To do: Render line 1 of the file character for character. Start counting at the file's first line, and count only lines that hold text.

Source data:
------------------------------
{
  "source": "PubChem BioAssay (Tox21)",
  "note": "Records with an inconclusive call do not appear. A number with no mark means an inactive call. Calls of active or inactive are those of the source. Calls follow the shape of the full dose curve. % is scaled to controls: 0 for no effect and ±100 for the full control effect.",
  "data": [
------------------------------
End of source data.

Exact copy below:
{